Trump has faced few consequences for such attacks in the past. They typically earn him cycles of wall-to-wall media attention. He is wagering that his most steadfast supporters will be energized by the controversy as much, or if not more so, than the opposition.
The president has told aides that he was giving voice to what many of his supporters believe — that they are tired of people, including immigrants, disrespecting their country, according to three Republicans close to the White House who were not authorized to speak publicly about private conversations.
Trump singled out Omar, in particular, accusing her of having “hatred” for Israel and expressing “love” for “enemies like Al-Qaeda.”
“These are people that, in my opinion, hate our country,” he said.
Omar, in an interview, once laughed about how a college professor had spoken of Al-Qaeda with an intensity she said was not used to describe “America,” “England” or “The Army.”
Republicans largely trod carefully with their responses.
Sen. Lindsey Graham, a close ally of the president who golfed with him over the weekend, advised him to “aim higher” during an appearance on Fox News Channel’s “Fox & Friends,” even as he accused the four Democrats of being “anti-Semitic” and “anti-American.”
Marc Short, chief of staff to Vice President Mike Pence, said “I don’t think that the president’s intent in any way is racist,” pointing to Trump’s decision to choose Elaine Chao, who was born in Taiwan, as his transportation secretary.
Chao is one of the few minorities among the largely white and male aides in high-profile roles in Trump’s administration. She is the wife of Senate Republican leader Mitch McConnell, who declined comment Monday on Trump’s attacks.
Among the few GOP lawmakers commenting Monday, Rep. Pete Olson of Texas said Trump’s tweets were “not reflective of the values of the 1,000,000+ people” in his district. “I urge our President immediately disavow his comments,” he wrote.
In an Associated Press-NORC Center for Public Affairs Research poll from February 2017, half of Americans said the mixing of culture and values from around the world is an important part of America’s identity as a nation. About a third said the same of a culture established by early European immigrants.
But partisans in that poll were divided over these aspects of America’s identity. About two-thirds of Democrats but only about a third of Republicans thought the mixing of world cultures was important to the country’s identity. By comparison, nearly half of Republicans but just about a quarter of Democrats saw the culture of early European immigrants as important to the nation.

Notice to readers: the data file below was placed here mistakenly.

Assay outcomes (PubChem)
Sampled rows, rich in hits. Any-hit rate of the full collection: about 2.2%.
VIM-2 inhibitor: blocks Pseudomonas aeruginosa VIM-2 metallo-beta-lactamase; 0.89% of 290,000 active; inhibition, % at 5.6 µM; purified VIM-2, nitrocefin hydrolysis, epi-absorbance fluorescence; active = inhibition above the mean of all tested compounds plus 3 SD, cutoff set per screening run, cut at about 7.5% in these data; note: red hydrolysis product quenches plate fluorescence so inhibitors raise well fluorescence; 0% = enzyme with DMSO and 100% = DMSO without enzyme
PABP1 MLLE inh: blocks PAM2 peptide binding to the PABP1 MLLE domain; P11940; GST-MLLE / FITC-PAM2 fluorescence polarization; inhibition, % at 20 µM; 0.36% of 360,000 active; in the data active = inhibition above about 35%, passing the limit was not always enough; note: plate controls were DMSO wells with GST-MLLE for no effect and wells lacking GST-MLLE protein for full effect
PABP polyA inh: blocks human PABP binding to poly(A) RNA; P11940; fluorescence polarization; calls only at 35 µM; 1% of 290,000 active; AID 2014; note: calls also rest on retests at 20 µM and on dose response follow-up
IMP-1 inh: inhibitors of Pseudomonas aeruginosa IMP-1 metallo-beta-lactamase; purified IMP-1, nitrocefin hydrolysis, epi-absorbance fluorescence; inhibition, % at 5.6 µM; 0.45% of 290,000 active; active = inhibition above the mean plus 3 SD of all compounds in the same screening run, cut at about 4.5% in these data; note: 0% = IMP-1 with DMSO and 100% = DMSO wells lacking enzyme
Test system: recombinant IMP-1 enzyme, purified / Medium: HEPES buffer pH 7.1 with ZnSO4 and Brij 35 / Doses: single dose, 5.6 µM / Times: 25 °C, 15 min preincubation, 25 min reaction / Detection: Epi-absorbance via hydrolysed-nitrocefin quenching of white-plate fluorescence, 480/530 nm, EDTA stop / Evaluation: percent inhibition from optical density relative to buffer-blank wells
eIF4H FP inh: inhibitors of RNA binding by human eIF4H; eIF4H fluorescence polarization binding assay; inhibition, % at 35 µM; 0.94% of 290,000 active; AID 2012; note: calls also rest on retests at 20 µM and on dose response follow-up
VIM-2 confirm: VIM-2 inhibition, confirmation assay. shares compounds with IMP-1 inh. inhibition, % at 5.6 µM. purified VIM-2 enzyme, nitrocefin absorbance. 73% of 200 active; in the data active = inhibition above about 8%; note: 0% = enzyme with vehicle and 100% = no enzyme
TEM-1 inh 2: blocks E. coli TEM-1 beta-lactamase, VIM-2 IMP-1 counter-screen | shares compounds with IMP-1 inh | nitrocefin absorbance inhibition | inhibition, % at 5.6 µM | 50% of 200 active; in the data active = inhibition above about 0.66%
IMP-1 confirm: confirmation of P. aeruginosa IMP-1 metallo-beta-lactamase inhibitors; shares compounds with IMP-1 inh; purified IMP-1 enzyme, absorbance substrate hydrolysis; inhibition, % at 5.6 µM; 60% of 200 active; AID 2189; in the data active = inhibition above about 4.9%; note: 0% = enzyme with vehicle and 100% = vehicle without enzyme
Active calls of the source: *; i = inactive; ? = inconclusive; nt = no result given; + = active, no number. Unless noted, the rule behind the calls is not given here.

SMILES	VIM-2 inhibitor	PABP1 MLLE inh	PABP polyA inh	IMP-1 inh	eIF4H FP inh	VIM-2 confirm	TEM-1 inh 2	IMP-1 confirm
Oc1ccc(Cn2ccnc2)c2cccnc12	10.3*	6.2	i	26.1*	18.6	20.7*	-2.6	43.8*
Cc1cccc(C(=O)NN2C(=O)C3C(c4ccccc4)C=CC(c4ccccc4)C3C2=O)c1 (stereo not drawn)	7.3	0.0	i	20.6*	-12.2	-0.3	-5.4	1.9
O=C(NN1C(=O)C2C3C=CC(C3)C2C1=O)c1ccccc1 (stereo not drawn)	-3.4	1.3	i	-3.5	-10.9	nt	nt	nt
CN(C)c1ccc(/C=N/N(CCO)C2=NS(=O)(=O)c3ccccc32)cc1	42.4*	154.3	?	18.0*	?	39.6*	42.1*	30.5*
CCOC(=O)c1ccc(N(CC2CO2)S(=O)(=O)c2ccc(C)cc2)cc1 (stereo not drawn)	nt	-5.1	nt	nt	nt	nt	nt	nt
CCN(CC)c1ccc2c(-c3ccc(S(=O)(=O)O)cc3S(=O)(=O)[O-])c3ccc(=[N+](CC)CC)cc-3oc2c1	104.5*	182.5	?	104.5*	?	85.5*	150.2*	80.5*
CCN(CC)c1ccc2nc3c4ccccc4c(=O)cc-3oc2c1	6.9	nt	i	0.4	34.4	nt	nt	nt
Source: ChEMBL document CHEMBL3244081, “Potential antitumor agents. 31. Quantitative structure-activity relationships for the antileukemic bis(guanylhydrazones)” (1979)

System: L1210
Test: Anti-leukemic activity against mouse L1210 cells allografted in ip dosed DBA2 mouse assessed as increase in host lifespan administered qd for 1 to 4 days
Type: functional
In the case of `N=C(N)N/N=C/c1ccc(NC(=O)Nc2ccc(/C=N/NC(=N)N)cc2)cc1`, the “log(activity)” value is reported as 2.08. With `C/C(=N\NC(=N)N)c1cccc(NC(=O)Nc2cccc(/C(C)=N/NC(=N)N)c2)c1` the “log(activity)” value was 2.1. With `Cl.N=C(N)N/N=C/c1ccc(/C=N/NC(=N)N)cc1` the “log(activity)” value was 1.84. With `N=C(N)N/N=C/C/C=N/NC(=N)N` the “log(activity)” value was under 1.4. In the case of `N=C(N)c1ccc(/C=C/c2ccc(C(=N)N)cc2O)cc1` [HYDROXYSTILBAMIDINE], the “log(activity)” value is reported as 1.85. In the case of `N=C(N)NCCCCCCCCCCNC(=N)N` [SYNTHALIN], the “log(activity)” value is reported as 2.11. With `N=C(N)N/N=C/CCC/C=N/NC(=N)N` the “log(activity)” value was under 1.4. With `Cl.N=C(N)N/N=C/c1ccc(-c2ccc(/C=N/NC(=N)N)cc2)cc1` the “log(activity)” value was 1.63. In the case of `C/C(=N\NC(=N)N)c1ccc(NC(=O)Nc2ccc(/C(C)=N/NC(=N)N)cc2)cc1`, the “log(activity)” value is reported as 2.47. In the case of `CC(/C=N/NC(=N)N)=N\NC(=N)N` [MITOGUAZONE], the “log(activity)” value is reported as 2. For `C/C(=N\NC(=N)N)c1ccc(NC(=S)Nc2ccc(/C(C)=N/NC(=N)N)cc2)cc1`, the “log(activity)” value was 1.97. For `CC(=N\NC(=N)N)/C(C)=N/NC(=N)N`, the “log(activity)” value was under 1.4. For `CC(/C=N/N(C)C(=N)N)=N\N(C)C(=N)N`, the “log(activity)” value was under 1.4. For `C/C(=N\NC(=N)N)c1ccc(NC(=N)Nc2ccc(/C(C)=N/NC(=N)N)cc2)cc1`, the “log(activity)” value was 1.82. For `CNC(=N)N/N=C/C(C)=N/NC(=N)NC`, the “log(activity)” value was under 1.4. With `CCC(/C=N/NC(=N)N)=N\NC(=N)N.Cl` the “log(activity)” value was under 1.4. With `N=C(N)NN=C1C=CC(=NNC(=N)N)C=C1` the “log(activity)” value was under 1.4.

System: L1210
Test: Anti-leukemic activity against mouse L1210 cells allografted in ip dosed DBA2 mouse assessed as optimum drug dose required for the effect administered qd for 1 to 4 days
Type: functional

Russian court sentences 11 for Saint Petersburg bombing

Updated 12 min 53 sec ago

Russian court sentences 11 for Saint Petersburg bombing

  • All 10 people had denied the charges, and said they were tortured
  • The defendants were accused of acting as accomplices, by providing Djalilov with explosives and false documents

SAINT PETERSBURG: A Russian court on Tuesday sentenced 11 people to terms including life in prison after finding them guilty of a deadly bomb attack on the Saint Petersburg metro in 2017.
Abror Azimov, a 29-year-old from Kyrgyzstan, was sentenced by a military court in Russia’s second biggest city to life in prison for organizing and participating in a terrorist group.
Ten other people who are also from Central Asia were sentenced to between 19 and 28 years in prison.
All had denied the charges, and said they were tortured.
Shokhista Karimova, 48, pounded the glass of the courtroom cage and cried “let me go” after she was handed a 20-year term.
The bomb blast in April 2017 killed 15 people in the Saint Petersburg metro and wounded dozens more.
The alleged perpetrator, Akbarjon Djalilov, a 22-year-old from Kyrgyzstan, died in the attack.
Ten of the defendants were accused of acting as accomplices, notably by providing Djalilov with explosives and false documents.
The charges ranged from organizing a terrorist group and perpetrating an “act of terror” to weapons trafficking and making explosive devices.
Critics of the case say the defendants’ connection to the attack was not proven and some claimed they were framed by Russia’s FSB security service.
The suspects had been arrested in different Russian cities and detained in Moscow before being transferred to Saint Petersburg for the trial.
The prosecution said the defendants formed two “terrorist cells” in Moscow and Saint Petersburg and helped Djalilov by wiring him money and providing the explosives.
Defense lawyers and prison monitors have pointed to numerous irregularities in the case however and claim that evidence was planted.
One defendant claimed he was kidnapped from a hospital in Kyrgyzstan, while another said last month that they had been framed by the FSB after it “missed the terrorist.”
The bombing was claimed by an obscure group, the Imam Shamil Battalion, which experts say is linked to Al-Qaeda.